Calverton, MD: The U.S. economy emerged from its recession during the first quarter of 2010 as increased consumer demand and inventory acquisition prompted a significant rise in total intermodal volume.
Domestic container volume posted the strongest growth, rising 15.7 percent year-over-year. Compared to 0.1 percent growth during Q1 09, this new growth indicates the uptick is not just a rebound from last year’s depressed volume levels. Domestic container increases expanded monthly during the quarter, ranging from 10 percent in January to more than 20 percent during March.
All U.S. regions recorded increases in domestic container volume greater than 10 percent year-over-year while Canadian domestic container shipments were down 1 percent, hindering the overall growth rate.
Strong port volumes supported a 7.8 percent gain in international containers during the quarter. Like domestic container growth, international growth accelerated throughout the quarter. While international containers grew by only 1 percent in January and 3 percent in February, they strongly advanced 1 percent in March. Gains in international container shipments were broad-based across all regions except the Southwest, which dropped 2.8 percent during the quarter.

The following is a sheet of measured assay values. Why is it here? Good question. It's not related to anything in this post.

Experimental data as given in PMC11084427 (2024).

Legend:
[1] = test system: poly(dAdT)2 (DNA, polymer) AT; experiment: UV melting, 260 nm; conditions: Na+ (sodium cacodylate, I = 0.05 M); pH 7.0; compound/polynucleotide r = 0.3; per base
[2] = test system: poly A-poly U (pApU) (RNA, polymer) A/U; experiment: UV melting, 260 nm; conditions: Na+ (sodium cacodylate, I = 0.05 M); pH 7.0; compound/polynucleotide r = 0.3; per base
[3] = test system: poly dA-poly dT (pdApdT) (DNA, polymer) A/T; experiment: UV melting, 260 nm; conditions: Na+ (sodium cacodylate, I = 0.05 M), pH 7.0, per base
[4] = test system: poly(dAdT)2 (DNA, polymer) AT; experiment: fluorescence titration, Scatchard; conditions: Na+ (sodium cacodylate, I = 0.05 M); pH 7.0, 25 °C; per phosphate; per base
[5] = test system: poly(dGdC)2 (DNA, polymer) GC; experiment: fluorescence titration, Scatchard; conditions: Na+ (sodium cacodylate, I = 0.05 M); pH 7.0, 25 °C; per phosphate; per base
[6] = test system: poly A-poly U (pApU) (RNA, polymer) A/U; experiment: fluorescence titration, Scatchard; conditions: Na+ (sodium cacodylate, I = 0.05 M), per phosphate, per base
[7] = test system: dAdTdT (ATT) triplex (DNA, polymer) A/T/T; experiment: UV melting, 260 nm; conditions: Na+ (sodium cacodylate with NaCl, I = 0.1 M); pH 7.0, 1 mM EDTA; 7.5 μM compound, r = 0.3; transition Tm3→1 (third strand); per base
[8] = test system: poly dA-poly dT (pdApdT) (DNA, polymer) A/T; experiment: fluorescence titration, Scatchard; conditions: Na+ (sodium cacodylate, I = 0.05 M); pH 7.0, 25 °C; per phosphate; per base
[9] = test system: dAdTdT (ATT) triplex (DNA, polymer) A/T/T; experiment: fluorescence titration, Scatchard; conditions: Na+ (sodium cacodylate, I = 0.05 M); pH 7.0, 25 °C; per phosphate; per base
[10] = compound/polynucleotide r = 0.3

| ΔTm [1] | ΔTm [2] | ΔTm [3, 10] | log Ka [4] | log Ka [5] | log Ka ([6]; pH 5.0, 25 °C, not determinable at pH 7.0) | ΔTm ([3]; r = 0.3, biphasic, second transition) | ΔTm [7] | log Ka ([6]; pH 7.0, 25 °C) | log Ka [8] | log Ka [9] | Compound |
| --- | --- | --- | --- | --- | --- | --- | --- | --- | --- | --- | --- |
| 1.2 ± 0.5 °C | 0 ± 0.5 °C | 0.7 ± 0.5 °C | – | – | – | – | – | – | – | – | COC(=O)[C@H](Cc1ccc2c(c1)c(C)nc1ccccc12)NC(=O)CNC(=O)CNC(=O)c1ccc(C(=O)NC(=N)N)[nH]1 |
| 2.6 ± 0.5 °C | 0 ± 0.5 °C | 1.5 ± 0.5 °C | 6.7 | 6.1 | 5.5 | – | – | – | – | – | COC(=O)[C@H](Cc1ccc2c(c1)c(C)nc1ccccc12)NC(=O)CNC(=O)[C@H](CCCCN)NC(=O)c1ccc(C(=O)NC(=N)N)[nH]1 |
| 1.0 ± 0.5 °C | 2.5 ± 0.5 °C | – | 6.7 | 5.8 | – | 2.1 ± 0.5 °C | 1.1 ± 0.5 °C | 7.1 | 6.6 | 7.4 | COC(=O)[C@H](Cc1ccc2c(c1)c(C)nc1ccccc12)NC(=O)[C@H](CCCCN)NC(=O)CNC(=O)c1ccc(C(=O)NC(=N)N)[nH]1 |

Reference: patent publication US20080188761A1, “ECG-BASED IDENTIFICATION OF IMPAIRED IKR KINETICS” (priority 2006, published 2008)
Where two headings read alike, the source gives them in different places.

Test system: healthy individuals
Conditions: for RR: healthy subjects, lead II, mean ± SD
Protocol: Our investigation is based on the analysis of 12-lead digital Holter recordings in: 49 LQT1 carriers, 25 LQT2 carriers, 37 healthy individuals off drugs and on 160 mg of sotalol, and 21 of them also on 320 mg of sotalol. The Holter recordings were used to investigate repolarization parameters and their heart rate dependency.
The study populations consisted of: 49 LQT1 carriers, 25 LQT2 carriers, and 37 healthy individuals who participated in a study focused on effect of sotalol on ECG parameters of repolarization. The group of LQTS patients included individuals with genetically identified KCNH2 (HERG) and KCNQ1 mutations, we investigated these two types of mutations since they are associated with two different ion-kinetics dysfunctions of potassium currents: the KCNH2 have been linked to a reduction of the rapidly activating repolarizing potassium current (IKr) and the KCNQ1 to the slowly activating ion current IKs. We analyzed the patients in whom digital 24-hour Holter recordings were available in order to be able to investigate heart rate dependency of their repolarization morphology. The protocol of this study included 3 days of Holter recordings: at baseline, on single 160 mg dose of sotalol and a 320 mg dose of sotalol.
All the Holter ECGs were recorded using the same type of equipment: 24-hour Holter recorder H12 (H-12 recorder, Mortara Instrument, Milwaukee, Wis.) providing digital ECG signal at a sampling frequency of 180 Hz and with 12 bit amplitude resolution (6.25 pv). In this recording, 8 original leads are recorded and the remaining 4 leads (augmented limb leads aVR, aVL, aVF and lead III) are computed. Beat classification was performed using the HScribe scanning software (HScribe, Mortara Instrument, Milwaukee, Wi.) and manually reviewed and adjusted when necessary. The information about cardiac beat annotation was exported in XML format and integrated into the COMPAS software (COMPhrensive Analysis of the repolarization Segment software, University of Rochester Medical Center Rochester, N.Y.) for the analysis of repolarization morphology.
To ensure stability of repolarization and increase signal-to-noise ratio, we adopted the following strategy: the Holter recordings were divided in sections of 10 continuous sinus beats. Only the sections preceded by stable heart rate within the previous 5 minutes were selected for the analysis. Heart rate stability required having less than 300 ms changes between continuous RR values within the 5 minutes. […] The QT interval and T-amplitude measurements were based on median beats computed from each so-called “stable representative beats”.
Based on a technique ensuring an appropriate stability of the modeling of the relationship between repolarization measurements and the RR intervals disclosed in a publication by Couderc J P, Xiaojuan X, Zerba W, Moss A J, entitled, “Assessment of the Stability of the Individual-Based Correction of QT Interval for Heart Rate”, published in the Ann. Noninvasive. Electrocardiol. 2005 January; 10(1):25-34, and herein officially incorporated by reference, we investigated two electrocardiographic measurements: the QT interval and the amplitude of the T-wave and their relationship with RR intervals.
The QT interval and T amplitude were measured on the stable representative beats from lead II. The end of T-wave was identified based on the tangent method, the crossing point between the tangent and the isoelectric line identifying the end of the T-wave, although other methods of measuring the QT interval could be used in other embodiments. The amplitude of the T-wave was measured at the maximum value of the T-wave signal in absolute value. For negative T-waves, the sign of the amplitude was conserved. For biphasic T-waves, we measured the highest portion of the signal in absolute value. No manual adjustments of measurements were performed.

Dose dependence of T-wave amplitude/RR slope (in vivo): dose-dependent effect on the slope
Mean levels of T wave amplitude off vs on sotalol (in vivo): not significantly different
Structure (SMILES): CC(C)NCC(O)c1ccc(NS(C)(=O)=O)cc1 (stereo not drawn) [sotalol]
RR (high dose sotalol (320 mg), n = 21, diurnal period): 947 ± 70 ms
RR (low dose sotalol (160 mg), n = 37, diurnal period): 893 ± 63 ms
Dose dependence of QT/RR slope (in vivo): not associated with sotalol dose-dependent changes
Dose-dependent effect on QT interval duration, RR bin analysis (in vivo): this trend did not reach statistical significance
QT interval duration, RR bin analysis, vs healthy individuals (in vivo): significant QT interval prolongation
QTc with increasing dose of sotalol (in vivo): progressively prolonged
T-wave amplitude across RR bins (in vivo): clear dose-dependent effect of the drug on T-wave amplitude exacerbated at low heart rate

The rise in domestic and international intermodal shipments translated into an 8.4 percent intermodal volume gain year-over-year. Although total intermodal volume was flat in January compared to 2009, by March total intermodal volume was 16.7 percent higher than during last year.
All regions recorded total intermodal volume growth greater than 6 percent during the quarter, except the Southwest region, which experienced only a 2.8 percent uptick. With the first quarter off to a strong start, and the emerging economic recovery, continued strong service levels, growing domestic container fleets, and rising fuel prices, intermodal appears poised for a strong rebound in 2010.